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A Cloud Never Dies

“Death is essential to making life possible. Death is transformation. Death is continuation.”

In my lifetime I have had countless wonderful teachers, including you, the recipient of this letter. Today I read the news that one of my most significant teachers, Thich Nhat Hanh, has died. Of course, if you understand him, you know this is just to say he has transformed from his body to a different form. He hasn’t disappeared from the world. Because nothing does. Think of a cloud. When it has gone, where did it go? It has transformed. Maybe into rain or snow, perhaps it is in a river or the ocean. You wouldn’t say 'The cloud has died.' It's true that birth and death are real concepts that are useful for us in our daily lives. “But they are not the whole truth,” as Thay says. At the deepest level of truth, there is no birth and no death. There is only transformation. This is true of both you and I. We transform and we continue in the world.


“You may say, 'Thich Nhat Hanh has died.' But this is not true. I will never die. My nature is the nature of the cloud. The nature of no birth and no death. Just as it’s impossible for a cloud to die, it’s impossible for me to die.” This quote, and the one at the beginning of this letter, are from The Art of Living - the first book I read of Thay’s. It radically changed my understanding of the world. I found this book when I was seeking to understand death more clearly. It helped me understand not only death, but the entire world, so much more truthfully. Life, Death, the world, have never been more beautiful to me.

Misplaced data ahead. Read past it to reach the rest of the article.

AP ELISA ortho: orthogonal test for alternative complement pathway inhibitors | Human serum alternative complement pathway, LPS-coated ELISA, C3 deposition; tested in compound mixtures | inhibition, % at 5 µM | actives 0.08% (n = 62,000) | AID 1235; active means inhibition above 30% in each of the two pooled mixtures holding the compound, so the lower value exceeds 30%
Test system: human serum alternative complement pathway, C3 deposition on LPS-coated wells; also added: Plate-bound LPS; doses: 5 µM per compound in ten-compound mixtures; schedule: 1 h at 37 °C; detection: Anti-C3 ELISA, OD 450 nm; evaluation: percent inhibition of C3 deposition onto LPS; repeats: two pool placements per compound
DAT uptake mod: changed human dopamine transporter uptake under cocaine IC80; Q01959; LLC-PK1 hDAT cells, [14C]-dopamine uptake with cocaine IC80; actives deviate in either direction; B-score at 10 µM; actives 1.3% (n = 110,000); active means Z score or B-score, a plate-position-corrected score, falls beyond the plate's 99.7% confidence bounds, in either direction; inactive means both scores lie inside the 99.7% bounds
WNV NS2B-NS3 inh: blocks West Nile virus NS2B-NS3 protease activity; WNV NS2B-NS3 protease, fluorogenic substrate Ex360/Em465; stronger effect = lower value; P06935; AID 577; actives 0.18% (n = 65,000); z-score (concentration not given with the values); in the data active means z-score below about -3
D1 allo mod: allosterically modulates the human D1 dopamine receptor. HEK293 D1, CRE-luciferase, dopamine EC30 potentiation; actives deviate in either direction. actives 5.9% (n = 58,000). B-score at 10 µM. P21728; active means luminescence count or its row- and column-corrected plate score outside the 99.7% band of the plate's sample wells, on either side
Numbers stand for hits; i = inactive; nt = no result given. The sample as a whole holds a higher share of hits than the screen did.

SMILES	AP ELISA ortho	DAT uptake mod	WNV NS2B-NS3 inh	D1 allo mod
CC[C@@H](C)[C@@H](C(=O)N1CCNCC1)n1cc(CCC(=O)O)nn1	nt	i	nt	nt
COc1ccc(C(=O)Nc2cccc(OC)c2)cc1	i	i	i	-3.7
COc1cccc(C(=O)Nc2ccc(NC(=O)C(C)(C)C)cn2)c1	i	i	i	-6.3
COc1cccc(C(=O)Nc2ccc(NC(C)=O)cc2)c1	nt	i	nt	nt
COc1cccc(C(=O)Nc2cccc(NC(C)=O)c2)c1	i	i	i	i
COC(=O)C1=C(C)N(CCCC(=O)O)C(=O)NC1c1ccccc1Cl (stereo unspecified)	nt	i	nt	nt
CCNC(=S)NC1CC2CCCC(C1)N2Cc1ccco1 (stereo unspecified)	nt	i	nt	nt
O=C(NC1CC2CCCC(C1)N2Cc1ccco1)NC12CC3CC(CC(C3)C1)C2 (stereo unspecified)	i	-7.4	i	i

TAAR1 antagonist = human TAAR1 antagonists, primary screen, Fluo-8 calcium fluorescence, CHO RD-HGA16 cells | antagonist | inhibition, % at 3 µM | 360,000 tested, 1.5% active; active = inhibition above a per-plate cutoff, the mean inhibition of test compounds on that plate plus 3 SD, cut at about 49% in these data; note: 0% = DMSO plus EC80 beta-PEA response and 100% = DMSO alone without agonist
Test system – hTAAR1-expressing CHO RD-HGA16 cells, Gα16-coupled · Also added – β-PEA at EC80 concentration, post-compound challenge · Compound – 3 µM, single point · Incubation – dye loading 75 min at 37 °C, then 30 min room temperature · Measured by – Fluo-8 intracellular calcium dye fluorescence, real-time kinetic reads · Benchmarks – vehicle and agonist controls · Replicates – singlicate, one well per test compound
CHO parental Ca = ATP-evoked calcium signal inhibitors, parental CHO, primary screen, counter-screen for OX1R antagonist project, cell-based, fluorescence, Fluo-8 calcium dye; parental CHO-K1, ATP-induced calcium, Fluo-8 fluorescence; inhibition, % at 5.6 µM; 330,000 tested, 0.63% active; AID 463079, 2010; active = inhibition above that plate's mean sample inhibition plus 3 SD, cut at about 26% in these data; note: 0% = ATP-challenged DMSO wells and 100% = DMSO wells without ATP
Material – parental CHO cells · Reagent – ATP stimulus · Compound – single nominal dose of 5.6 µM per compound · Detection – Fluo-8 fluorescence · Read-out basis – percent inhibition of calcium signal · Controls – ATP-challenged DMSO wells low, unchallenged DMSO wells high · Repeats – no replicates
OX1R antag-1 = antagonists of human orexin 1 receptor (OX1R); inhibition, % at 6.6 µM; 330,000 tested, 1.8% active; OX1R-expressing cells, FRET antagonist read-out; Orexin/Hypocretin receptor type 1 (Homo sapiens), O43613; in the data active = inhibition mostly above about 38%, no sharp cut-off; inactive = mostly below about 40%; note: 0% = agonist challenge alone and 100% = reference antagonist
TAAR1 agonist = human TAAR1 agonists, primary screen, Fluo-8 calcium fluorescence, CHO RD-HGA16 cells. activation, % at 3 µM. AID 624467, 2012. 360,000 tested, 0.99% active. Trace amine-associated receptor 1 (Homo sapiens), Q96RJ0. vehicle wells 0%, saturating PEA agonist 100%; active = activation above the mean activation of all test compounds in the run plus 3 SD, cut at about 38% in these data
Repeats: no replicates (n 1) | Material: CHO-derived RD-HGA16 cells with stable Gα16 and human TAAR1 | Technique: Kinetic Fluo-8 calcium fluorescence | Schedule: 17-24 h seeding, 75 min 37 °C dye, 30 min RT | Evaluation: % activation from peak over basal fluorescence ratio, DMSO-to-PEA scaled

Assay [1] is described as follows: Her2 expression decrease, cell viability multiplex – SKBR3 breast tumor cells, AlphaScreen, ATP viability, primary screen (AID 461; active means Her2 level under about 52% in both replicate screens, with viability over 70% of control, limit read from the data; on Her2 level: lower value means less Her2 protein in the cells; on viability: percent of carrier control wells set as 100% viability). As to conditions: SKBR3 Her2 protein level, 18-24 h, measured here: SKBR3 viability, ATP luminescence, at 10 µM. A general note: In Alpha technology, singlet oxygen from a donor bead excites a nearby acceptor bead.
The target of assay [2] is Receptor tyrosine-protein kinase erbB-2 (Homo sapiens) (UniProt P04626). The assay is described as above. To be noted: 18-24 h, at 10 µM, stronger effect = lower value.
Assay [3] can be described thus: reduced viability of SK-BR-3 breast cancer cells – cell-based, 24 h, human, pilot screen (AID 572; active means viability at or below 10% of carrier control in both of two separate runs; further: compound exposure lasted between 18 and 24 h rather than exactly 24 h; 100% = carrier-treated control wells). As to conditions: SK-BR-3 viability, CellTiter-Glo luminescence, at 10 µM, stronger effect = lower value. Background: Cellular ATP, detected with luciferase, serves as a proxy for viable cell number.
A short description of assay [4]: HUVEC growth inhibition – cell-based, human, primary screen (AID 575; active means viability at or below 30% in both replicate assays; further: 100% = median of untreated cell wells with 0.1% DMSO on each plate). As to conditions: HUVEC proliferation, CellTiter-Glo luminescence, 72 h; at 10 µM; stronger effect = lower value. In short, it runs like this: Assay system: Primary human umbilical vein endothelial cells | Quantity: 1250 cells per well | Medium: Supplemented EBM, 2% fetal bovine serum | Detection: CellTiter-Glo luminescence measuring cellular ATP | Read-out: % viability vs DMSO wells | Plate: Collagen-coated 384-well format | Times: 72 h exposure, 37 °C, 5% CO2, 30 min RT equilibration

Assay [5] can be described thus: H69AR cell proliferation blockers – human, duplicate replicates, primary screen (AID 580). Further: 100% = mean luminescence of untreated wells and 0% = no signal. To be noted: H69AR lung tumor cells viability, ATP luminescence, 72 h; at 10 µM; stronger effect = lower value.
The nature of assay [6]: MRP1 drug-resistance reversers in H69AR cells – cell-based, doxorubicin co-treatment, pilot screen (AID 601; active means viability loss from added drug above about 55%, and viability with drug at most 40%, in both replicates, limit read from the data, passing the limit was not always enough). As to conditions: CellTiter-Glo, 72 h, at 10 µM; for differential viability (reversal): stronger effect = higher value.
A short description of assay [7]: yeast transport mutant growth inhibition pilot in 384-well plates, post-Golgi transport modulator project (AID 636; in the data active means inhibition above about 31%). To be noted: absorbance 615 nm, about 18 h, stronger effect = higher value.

Thich Nhat Hanh is continued in many people, in mindfulness and peace. He is continued in me. And I know he is always with me, everywhere. He knew of his continuation long before today. You need not be facing death to know and see how you are continued in others. You can enjoy this, now. As you are alive, see yourself alive in others. How would you like to be continued in them?


In The Art of Living, Thay tells a story from years ago when a disciple informed him that they had a stupa built for his final resting place. He didn’t want it, but he said if his ashes were placed there, they would need to put an inscription that says “I am not in here.” But some may misunderstand this to mean he is outside the stupa, so they would need another inscription that says “I am not out there, either.” Which still may not be understood correctly, so a third inscription would be necessary. “If I am to be found anywhere, it is in your peaceful way of breathing and walking. That is my continuation. Even though we may never have met in person, if when you breathe in, you find peace in your breathing, I am there with you.”


This puts a smile on my face.


May you find something to smile about today.


Jessica


Wandering